The sensor in a digital camera contains millions of tiny photosites (light receptors), each one of which is sensitive to light – but not to colour. To capture colour data, each photosite is covered by a red, green or blue light filter. This means that some photosites are now sensitive only to red light, some only to green, and some only to blue. By clever processing of the data from all the photosites, the sensor can work out the exact proportion of red, green and blue light at any given point, which determines the colour of the corresponding picture element (pixel) in the full-colour image created in-camera from that data.
Computer screens also use red, green and blue (RGB) data. In fact, any imaging system using emitted light (such as a digital projector or a television screen) uses the RGB system. With RGB, when no light is emitted, you have black, while mixing all three colours at equal intensity produces white. In between these extremes, combining different intensities of one, two or three of the primary colours produces the entire range of hues you see on-screen.
The problem is that this system does not work when you want to transfer an image to paper. Paper does not emit light, it reflects it. If you lay down red, green and blue inks together on paper, you get a muddy brown colour, not white. And if you put no inks on the paper, white paper remains white, not black. So, for printing onto paper, the CMYK printing process is used.
CMY stands for cyan, magenta, yellow. Mix equal amounts of two of these together and you can make red, green or blue. Mix equal amounts of all three and you get black – almost. Because inks are not perfectly opaque, the black appears as more of a dark brown colour, so a pure black ink is added. Black is not denoted with the letter B because it would be confused with blue, so K is used instead. The result is the CMYK system. All the colours produced by a CMYK printer are created by laying down cyan, magenta, yellow and black ink in different proportions. (Strictly speaking, the different colours of ink are never actually mixed. If you enlarge a printed image, you can see that it consists of tiny dots of distinct colours, and the "mixing" is an optical effect, causing the eye to perceive different colours.)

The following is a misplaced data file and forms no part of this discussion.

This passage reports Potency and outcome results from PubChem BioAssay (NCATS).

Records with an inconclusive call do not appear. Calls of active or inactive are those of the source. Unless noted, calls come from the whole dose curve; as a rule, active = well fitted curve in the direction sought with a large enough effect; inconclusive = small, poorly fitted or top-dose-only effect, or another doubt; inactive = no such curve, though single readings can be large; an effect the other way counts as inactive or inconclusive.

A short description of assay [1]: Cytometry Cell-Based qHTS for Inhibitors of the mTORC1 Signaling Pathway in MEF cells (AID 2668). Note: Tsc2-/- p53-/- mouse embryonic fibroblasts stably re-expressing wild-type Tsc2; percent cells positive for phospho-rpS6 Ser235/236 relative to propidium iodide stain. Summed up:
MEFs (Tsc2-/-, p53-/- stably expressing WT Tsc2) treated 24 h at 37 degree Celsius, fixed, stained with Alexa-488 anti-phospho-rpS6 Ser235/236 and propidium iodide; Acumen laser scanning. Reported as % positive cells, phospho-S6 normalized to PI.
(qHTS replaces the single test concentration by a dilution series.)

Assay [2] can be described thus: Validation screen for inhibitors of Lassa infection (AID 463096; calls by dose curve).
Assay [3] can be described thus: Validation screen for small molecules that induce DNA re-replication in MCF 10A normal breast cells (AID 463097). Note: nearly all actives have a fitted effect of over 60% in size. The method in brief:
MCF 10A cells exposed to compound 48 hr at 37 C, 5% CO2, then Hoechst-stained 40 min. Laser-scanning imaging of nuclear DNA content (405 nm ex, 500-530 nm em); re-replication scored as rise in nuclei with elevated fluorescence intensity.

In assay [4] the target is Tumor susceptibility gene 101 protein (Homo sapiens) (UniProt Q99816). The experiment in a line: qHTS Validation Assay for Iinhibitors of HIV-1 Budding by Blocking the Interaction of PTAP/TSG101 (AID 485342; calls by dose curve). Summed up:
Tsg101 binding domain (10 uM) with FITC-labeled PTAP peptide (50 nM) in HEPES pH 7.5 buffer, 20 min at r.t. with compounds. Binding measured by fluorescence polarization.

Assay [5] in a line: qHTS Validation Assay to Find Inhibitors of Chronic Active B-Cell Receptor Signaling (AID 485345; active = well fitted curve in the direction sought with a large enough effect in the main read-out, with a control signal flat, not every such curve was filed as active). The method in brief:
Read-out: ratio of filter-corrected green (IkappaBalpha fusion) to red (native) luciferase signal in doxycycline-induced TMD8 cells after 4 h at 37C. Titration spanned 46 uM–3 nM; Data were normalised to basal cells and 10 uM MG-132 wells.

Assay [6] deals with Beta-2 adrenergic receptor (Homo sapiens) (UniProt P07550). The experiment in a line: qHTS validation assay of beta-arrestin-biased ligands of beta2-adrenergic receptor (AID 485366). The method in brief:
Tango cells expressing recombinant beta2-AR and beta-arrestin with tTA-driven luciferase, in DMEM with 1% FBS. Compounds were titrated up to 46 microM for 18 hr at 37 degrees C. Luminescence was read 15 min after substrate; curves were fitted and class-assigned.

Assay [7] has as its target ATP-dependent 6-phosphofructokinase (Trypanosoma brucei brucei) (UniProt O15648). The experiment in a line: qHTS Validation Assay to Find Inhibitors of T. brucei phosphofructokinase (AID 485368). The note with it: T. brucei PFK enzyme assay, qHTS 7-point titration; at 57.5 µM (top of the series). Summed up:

In the RGB system, when no light is emitted you get black, and increasing the intensity of all the colours gets you closer to white. For this reason, the RGB system is described as additive. In the CMYK system, when no ink is laid down, white paper remains white, and adding more colour gets you closer to black. Accordingly, CMYK is described as subtractive.
Although printers work with CMYK and your images are in RGB, you should not perform a CMYK conversion yourself in your image editing software prior to printing your images except in very specific cases, such as when you are producing a hard proof to send to a client for colour matching. The printer driver software will do the appropriate conversion from RGB to CMYK to ensure the best results.